Ever notice how some people can make sorry sound like shut up?
My little one fits into that category. For starters, I'm not sure he comprehends the meaning of an apology. Come to think of it, he most likely has a basic understanding, but still chooses to use sorry as a “get out of jail free” card.
The other day, he was in a particularly impish mood, and boy was he being a nuisance.
One minute, he was turning the toy box I'd just packed upside down (lots of little toys, to wit) and then he was suddenly too tired to clean up.
As an aside, it's not like he can't clean or has an aversion to tidying up. Just yesterday when I picked him up from school, I watched as he packed away his puzzle and rolled up his mat. And the telltale sign that it wasn't a dreaded chore was borne out by the fact he was singing, while he was working.
Now why can't I get him to do that? (Seriously, don't answer; we might have a falling out).
Anyhow, my scolding on that day of nuisance was met with a demure "sorry, Mommy," and it worked.
But, a few minutes later, when he was spitting mouthfuls of red fruit punch on his brother clad in a white T-shirt, my pity metre was broken.
Another aside, be careful what you buy. I got what I thought was a deal on fruit punch the other day, but when the kids had stains on their faces, a la the Joker from Batman, and I had to scrub really hard to get the spills off the counter top, it was time to read the ingredients. And, yes, this was the same juice the little mister was swilling and spitting on his brother.
So he kept saying sorry and I kept scolding, and that's when he offered – make that shouted – sorry, and I couldn't help but notice that it sounded like shut up already.
So there I was, trying to explain to a three-year-old, the proper uses of sorry, when he got frustrated and blustered out "sorry can't cool hot water."
Now, I think that should have been my line, because he was the one who was doing as he pleased and then expecting sorry to make it right.
Which makes me wonder, can you tell a kid you don't accept his apology? Will he recall that moment years later, as he is lying on a therapist's couch explaining why he has trust issues with women?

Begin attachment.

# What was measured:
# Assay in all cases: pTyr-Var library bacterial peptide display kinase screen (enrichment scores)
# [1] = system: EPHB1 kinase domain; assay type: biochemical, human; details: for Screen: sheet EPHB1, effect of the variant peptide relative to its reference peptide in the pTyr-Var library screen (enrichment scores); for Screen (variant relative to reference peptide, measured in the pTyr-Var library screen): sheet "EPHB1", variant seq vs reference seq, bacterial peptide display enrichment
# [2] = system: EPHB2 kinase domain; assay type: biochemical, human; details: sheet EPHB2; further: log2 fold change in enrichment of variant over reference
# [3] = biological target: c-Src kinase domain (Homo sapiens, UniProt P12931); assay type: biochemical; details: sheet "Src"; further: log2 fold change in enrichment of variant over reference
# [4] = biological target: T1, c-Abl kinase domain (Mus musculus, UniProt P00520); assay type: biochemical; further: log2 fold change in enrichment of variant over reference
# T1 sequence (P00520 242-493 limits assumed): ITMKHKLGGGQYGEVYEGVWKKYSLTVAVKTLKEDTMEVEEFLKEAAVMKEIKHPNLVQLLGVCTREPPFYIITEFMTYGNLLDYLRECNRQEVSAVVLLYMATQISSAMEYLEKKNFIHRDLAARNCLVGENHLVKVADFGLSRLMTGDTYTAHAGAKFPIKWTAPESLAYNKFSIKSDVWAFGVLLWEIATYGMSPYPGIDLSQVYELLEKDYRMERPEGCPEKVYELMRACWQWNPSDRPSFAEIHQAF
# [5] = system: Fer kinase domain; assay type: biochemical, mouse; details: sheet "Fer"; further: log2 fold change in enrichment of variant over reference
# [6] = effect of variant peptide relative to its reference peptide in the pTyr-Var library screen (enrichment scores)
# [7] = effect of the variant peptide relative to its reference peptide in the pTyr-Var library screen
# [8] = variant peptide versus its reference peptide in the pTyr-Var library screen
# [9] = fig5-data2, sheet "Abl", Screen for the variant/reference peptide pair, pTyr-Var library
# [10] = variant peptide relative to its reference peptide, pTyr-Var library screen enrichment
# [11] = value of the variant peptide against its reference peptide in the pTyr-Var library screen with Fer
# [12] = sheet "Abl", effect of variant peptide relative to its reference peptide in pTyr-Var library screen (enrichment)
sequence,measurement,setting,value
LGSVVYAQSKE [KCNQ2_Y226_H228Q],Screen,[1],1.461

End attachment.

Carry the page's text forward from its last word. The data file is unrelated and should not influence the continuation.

I hear the “chups” from some old-stagers now. But they're from the era of children should be seen and not heard, so I won't hold it against them.
Speaking of holding things against people, I know it's the season of giving. I also know that folks get stumped on what gifts to give to children.
Please bear these things in mind: if you're going to present a battery-operated toy, then for goodness' sake, buy the batteries. Surely, you don't expect parents to have the eight C batteries and one nine volt it will take to make the thing work for 20 minutes, in the cupboard.
Know ye this as well, when you give live gifts, it's like punishment for parents. They are the ones, for the most part, who end up caring for these things. And they certainly are the ones who have to buy the feed and clean the poop. And then when the little things die, the parents are the ones who have to work through the trauma.
My boys saw some rabbits on a trip up Market Street recently, and they started getting ideas. I also got an idea when I heard the excitement. It went like this: note to self, never take Market Street when the kids are in the vehicle.
Anyway, I'm in the minority of parents who don't mind noisy toys. It can clan, bang, whiz or whir, it usually doesn't bother me.
But what boils my noodle, as a favourite sister-girl would say, are the gifts that force me to take a tutorial to explain it to the owners. Delight them, but don't monopolise my time.
If I've offended anyone who's won't to talk about looking a gift horse in the mouth, in the spirit of my little one, sorry!